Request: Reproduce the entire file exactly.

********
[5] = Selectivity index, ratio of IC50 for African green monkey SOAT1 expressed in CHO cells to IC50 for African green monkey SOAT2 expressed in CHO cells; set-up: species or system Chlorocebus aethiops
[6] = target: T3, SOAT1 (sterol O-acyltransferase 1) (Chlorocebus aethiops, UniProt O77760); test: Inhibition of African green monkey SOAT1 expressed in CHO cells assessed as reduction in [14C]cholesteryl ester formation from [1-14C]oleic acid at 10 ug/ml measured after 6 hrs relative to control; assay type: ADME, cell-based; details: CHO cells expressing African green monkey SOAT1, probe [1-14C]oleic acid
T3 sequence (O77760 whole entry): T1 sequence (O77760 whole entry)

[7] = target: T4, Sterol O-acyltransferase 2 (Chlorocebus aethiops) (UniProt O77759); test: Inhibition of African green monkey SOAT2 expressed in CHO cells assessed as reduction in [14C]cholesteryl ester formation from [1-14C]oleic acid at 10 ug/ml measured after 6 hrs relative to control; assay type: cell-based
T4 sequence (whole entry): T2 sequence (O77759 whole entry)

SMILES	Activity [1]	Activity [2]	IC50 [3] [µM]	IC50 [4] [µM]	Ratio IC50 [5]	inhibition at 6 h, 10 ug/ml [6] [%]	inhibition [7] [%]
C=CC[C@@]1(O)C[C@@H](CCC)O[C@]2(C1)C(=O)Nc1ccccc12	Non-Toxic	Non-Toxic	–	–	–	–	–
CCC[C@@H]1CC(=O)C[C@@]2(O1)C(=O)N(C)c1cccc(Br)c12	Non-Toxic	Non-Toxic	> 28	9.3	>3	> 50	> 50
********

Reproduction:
[5] = Selectivity index, ratio of IC50 for African green monkey SOAT1 expressed in CHO cells to IC50 for African green monkey SOAT2 expressed in CHO cells; set-up: species or system Chlorocebus aethiops
[6] = target: T3, SOAT1 (sterol O-acyltransferase 1) (Chlorocebus aethiops, UniProt O77760); test: Inhibition of African green monkey SOAT1 expressed in CHO cells assessed as reduction in [14C]cholesteryl ester formation from [1-14C]oleic acid at 10 ug/ml measured after 6 hrs relative to control; assay type: ADME, cell-based; details: CHO cells expressing African green monkey SOAT1, probe [1-14C]oleic acid
T3 sequence (O77760 whole entry): T1 sequence (O77760 whole entry)

[7] = target: T4, Sterol O-acyltransferase 2 (Chlorocebus aethiops) (UniProt O77759); test: Inhibition of African green monkey SOAT2 expressed in CHO cells assessed as reduction in [14C]cholesteryl ester formation from [1-14C]oleic acid at 10 ug/ml measured after 6 hrs relative to control; assay type: cell-based
T4 sequence (whole entry): T2 sequence (O77759 whole entry)

SMILES	Activity [1]	Activity [2]	IC50 [3] [µM]	IC50 [4] [µM]	Ratio IC50 [5]	inhibition at 6 h, 10 ug/ml [6] [%]	inhibition [7] [%]
C=CC[C@@]1(O)C[C@@H](CCC)O[C@]2(C1)C(=O)Nc1ccccc12	Non-Toxic	Non-Toxic	–	–	–	–	–
CCC[C@@H]1CC(=O)C[C@@]2(O1)C(=O)N(C)c1cccc(Br)c12	Non-Toxic	Non-Toxic	> 28	9.3	>3	> 50	> 50